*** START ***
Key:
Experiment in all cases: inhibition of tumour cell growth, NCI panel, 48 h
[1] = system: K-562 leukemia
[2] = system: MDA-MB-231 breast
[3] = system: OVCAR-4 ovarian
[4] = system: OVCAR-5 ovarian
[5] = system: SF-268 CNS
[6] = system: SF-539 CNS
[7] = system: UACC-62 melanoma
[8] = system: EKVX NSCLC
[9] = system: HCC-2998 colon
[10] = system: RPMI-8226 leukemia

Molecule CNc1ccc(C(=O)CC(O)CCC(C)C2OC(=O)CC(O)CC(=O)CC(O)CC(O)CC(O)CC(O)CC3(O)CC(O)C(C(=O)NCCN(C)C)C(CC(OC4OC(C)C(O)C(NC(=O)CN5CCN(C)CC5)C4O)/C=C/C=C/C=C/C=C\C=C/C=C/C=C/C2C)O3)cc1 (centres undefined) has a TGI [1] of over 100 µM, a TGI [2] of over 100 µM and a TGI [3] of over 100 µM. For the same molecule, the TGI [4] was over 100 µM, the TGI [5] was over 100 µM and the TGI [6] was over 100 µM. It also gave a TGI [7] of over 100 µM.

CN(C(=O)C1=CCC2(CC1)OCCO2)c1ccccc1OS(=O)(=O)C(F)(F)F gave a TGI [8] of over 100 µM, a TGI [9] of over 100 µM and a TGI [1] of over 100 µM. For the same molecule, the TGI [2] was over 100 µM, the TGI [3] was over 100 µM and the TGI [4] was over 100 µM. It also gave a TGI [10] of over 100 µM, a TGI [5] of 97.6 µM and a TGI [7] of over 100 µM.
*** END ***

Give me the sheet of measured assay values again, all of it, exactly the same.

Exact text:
Key:
Experiment in all cases: inhibition of tumour cell growth, NCI panel, 48 h
[1] = system: K-562 leukemia
[2] = system: MDA-MB-231 breast
[3] = system: OVCAR-4 ovarian
[4] = system: OVCAR-5 ovarian
[5] = system: SF-268 CNS
[6] = system: SF-539 CNS
[7] = system: UACC-62 melanoma
[8] = system: EKVX NSCLC
[9] = system: HCC-2998 colon
[10] = system: RPMI-8226 leukemia

Molecule CNc1ccc(C(=O)CC(O)CCC(C)C2OC(=O)CC(O)CC(=O)CC(O)CC(O)CC(O)CC(O)CC3(O)CC(O)C(C(=O)NCCN(C)C)C(CC(OC4OC(C)C(O)C(NC(=O)CN5CCN(C)CC5)C4O)/C=C/C=C/C=C/C=C\C=C/C=C/C=C/C2C)O3)cc1 (centres undefined) has a TGI [1] of over 100 µM, a TGI [2] of over 100 µM and a TGI [3] of over 100 µM. For the same molecule, the TGI [4] was over 100 µM, the TGI [5] was over 100 µM and the TGI [6] was over 100 µM. It also gave a TGI [7] of over 100 µM.

CN(C(=O)C1=CCC2(CC1)OCCO2)c1ccccc1OS(=O)(=O)C(F)(F)F gave a TGI [8] of over 100 µM, a TGI [9] of over 100 µM and a TGI [1] of over 100 µM. For the same molecule, the TGI [2] was over 100 µM, the TGI [3] was over 100 µM and the TGI [4] was over 100 µM. It also gave a TGI [10] of over 100 µM, a TGI [5] of 97.6 µM and a TGI [7] of over 100 µM.